Albert Einstein predicted the existence of gravitational waves, but these rhythmic changes in the structure of space-time were not proven until 2016. Could it be possible to impress information on them – like with electromagnetic radiation – and to read this information back without distortion or loss of information?

Yes, a team of Russian mathematicians has now shown. This is not obvious, because space-time, as a “medium,” appears to have special characteristics that are not handled by the theory of general relativity. The important question is thus: do these characteristics mean that transmitted data will always be distorted?

The Russian mathematicians can now show that there are functions that are not susceptible to such distortions. More specifically, information can be encoded with the help of a special mathematical function in a maximum of three dimensions of four-dimensional space-time so that the information remains unchanged and readable. The fourth dimension can also be used, but then two mathematical functions are needed.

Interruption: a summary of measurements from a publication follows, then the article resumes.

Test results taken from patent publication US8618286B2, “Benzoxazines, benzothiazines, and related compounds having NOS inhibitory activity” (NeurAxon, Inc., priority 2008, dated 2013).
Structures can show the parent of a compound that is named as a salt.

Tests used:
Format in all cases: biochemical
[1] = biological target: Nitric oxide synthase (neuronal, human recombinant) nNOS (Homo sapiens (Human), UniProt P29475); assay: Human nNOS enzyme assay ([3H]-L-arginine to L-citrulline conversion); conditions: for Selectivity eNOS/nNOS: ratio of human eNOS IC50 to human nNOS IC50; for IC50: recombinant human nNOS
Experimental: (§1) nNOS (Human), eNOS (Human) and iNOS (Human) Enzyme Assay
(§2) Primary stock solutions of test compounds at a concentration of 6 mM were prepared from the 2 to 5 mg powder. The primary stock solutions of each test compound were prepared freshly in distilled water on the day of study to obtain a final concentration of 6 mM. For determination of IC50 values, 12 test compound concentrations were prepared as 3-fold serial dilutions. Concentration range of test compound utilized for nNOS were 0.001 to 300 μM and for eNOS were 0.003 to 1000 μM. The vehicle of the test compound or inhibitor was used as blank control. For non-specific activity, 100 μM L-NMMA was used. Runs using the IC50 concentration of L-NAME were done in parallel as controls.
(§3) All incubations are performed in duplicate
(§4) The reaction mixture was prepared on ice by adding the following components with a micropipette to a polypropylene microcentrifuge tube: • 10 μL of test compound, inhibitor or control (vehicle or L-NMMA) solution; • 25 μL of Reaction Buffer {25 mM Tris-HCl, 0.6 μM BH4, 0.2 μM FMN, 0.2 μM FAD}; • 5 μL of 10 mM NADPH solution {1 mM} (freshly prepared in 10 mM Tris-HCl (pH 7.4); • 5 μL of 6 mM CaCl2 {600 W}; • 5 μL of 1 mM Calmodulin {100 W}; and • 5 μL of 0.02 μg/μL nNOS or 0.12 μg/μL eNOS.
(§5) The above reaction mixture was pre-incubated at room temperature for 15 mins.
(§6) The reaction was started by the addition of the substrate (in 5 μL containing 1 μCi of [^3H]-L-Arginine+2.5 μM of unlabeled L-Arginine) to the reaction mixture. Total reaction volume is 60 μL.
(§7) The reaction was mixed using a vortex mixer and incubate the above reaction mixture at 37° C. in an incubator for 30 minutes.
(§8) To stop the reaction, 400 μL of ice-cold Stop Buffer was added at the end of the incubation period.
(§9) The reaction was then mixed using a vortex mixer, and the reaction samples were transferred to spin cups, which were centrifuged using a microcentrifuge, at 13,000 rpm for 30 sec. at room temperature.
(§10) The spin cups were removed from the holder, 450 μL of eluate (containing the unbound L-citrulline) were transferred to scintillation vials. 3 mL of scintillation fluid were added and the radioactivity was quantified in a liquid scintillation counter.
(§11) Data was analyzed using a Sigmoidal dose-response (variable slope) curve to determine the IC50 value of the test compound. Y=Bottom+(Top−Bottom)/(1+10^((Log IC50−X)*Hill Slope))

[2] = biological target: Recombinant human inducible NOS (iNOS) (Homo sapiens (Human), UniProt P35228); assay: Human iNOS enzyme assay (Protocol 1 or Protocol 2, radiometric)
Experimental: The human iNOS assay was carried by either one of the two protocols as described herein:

Thus, it is possible to impress data on gravitational waves and to read this data back again. How this could actually work in practice, however, remains unclear – after all, enormous masses are needed to generate gravitational waves that can be measured by man-made instruments.